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Osteoarthritis Cartilage. 2015 May;23(5):686-97. doi: 10.1016/j.joca.2015.03.002.

OARSI Clinical Trials Recommendations: Soluble biomarker assessments in clinical trials in osteoarthritis.

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Duke Molecular Physiology Institute and Division of Rheumatology, Department of Medicine, Duke University School of Medicine, Durham, NC, USA. Electronic address:
Grupo de Proteomica, ProteoRed/ISCIII, Servicio de Reumatologia, Instituto de Investigación Biomedica de A Coruña (INIBIC), Complexo Hospitalario Universitario de A Coruña (CHUAC), Sergas, Universidade da Coruña (UDC), As Xubias, 15006 A Coruña, Spain.
Orthopedics, Clinical Sciences Lund, Lund University, Lund, Sweden; Clinical Epidemiology Research and Training Unit, Boston University School of Medicine, Boston University, MA, USA.
Bone and Cartilage Research Unit, Arthropôle Liège, University of Liège, CHU Sart-Tilman, 4000 Liège, Belgium; Department of Physical Therapy and Rehabilitation, Princess Paola Hospital, Marche-en-Famenne, Belgium.
Department of Orthopedics, Clinical Sciences Lund, Lund University, Lund, Sweden; Research Unit for Musculoskeletal Function and Physiotherapy, and Department of Orthopedics and Traumatology, University of Southern Denmark, Odense, Denmark.
Orthopedic and Arthritis Center for Outcomes Research, Department of Orthopedic Surgery, Brigham and Women's Hospital, Harvard Medical School, Boston, USA.
Molecular Skeletal Biology, Department of Clinical Sciences Lund, Lund University, Sweden.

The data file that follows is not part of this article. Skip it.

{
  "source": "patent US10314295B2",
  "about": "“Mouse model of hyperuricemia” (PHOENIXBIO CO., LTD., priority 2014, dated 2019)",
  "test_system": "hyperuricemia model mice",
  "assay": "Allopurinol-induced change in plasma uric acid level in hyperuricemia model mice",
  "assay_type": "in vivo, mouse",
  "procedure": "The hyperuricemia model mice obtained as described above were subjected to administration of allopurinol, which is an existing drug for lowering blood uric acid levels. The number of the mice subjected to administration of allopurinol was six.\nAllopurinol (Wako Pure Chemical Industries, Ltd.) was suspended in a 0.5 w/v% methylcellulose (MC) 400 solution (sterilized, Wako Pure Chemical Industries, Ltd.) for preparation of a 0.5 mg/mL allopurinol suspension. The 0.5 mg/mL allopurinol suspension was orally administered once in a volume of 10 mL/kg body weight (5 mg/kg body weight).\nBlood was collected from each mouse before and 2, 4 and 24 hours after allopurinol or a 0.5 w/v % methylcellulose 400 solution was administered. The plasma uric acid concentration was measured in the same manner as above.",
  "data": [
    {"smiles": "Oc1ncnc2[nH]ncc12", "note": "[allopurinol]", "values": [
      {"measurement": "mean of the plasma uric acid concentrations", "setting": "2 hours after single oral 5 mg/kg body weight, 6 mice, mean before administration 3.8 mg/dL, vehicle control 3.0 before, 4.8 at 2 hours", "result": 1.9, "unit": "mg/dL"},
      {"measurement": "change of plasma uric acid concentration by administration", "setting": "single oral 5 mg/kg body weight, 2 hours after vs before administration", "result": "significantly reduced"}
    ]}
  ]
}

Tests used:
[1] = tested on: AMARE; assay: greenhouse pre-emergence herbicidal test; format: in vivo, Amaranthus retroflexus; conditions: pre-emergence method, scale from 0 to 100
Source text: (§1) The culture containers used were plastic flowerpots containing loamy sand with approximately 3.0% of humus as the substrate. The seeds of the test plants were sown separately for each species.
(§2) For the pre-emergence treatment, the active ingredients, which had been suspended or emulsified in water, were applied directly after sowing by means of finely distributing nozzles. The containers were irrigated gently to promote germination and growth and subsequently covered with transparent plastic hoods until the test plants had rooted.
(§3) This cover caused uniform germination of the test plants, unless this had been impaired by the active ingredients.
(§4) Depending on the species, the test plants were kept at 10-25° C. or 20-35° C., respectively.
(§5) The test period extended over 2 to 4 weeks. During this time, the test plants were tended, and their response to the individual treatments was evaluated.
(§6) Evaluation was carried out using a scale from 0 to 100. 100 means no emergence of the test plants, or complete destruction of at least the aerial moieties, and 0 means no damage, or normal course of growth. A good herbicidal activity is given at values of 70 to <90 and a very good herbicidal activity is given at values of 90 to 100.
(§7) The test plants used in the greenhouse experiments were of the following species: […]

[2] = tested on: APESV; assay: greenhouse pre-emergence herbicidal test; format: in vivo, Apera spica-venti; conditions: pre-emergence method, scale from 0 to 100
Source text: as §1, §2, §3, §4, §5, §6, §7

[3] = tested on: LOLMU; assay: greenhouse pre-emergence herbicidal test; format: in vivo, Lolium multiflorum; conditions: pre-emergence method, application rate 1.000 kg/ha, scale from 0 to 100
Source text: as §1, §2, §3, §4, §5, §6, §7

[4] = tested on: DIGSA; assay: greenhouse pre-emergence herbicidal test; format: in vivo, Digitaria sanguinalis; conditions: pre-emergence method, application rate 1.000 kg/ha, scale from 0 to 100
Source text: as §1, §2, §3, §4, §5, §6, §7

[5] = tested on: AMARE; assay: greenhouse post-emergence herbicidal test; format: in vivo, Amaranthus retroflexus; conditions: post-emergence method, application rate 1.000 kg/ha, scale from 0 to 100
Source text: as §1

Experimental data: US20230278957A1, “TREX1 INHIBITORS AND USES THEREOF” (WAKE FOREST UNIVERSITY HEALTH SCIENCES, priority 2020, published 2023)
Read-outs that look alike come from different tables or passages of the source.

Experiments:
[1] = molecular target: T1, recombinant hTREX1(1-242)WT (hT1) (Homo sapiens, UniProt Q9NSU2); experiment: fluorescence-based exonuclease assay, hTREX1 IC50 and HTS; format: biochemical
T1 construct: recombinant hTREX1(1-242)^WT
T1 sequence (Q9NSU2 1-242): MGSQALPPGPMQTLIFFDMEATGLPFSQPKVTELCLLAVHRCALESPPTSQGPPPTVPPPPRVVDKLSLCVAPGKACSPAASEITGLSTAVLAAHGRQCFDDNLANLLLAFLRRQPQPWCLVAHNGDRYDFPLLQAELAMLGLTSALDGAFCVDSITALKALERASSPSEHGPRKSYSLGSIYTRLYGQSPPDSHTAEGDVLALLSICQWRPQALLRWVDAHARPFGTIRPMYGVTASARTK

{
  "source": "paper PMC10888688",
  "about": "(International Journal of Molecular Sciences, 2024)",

Department of Translational Sciences and Pharmacokinetics, Rottapharm Biotech, Monza, Italy.


The objective of this work was to describe requirements for inclusion of soluble biomarkers in osteoarthritis (OA) clinical trials and progress toward OA-related biomarker qualification. The Guidelines for Biomarkers Working Group, representing experts in the field of OA biomarker research from both academia and industry, convened to discuss issues related to soluble biomarkers and to make recommendations for their use in OA clinical trials based on current knowledge and anticipated benefits. This document summarizes current guidance on use of biomarkers in OA clinical trials and their utility at five stages, including preclinical development and phase I to phase IV trials. As demonstrated by this summary, biomarkers can provide value at all stages of therapeutics development. When resources permit, we recommend collection of biospecimens in all OA clinical trials for a wide variety of reasons but in particular, to determine whether biomarkers are useful in identifying those individuals most likely to receive clinically important benefits from an intervention; and to determine whether biomarkers are useful for identifying individuals at earlier stages of OA in order to institute treatment at a time more amenable to disease modification.


Biomarkers; Clinical trials; Guidelines; Osteoarthritis

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